Eventually the alarm was turned off and we all returned to our apartments. It was difficult to get back to sleep but eventually slumber did come, only to be cruelly snatched away once more when the alarm went off briefly as the system was reset.
Needless to say, when our alarm did go off at its appointed time there was nothing civilized about it. When we checked out we were greeted by a very apologetic front desk clerk. She had been called in at 3:00 am to help deal with the problem. Apparently the drunk young men wanted to party with an apartment full of girls and tried to force themselves in their suite. Somewhere in the midst of this incident the fire alarm was pulled. The men did not finish their stay in the apartment hotel, and there were still police on scene as we checked out.
Being a little blurry eyed, we decided to shake the sleepiness by checking out the grounds of nearby Muckross House in Killarney National Park before hitting the road. It is a huge 65 room estate house established in 1843. It is beautifully situated next to Muckross Lake and the wilds of the hills that are now the national park. Its gardens were substantially improved and expanded in preparation for a visit by Queen Victoria in 1861. In fact the investment was so large that it ultimately led to its owner’s insolvency a number of years later. It changed hands a few times and finally was gifted to the Irish state in 1932. It is such an idyllic spot and would have been a magical place to grow up and live in. Today it is not only a favourite with tourists and jaunting cart drivers (horse and buggies for hire), but also for locals since access to the grounds is free.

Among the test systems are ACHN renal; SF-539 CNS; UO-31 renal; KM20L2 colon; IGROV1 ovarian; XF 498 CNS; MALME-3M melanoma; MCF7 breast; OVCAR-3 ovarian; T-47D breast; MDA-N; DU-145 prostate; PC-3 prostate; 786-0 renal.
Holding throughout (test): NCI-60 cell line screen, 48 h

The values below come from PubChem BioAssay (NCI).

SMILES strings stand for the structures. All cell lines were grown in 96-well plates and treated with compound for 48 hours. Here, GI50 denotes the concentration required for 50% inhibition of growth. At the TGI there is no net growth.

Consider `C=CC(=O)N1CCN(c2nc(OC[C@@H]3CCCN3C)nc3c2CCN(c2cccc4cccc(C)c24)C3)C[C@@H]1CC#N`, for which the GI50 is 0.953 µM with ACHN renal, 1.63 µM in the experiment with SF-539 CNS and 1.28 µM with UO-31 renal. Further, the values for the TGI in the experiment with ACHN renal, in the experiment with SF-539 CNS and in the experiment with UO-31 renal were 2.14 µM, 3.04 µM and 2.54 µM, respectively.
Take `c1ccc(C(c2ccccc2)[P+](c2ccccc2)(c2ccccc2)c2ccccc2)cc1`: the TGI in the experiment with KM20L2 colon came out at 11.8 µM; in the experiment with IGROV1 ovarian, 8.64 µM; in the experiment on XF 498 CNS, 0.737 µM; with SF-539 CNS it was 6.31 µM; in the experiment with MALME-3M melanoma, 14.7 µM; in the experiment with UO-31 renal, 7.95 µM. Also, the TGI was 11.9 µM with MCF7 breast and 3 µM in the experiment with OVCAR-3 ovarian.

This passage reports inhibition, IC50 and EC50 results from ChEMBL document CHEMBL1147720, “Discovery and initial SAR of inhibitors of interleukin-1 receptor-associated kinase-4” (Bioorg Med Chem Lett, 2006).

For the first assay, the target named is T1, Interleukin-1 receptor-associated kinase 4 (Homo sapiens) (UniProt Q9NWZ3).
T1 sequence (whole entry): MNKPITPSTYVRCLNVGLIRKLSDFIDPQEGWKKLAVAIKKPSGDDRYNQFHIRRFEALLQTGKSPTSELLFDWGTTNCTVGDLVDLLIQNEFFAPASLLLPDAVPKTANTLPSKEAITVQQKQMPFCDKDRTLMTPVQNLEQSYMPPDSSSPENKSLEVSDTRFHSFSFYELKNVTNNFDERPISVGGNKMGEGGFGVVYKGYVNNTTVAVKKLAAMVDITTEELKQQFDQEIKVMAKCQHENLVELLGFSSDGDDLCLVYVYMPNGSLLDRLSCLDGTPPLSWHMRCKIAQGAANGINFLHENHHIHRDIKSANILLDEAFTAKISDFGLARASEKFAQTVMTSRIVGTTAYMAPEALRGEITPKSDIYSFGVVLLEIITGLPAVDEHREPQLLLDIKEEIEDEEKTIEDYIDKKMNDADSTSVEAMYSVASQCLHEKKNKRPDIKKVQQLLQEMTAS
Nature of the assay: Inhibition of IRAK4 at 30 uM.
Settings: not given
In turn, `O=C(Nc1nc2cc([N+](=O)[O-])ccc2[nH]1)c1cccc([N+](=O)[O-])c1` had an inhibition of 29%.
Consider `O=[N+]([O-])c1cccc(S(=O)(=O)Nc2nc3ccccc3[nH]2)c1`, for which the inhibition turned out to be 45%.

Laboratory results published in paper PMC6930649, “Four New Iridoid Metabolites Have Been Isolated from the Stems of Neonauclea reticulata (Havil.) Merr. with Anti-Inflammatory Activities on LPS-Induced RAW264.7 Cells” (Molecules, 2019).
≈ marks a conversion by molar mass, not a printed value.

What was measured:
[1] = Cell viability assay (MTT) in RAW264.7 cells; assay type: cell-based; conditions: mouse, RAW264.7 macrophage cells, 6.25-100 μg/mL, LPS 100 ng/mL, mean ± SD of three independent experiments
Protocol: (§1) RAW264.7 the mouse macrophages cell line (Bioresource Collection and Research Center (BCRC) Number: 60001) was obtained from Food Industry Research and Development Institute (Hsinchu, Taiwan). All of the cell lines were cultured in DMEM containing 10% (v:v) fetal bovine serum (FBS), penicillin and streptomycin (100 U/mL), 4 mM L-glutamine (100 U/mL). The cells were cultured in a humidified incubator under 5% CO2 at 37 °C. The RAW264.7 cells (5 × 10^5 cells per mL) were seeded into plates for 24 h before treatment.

After a brief stroll of the grounds (Abby stayed in the car and rested), we felt invigorated enough to hit the road. Our halfway stop was to be Adare. It is often called the prettiest village in Ireland. For a village of 2500 people it has a lot going for it. It is home to a friary, priory, abbey, manor, castle, thatched cottages, and a gorgeous civic park. All of this is augmented with two private schools and a couple of prestigious golf courses. It is a popular locale for weddings and conferences. Needless to say, it was an ideal location for a picnic lunch. Even though the skies were mostly overcast, the mercury was still at a balmy 15 degrees.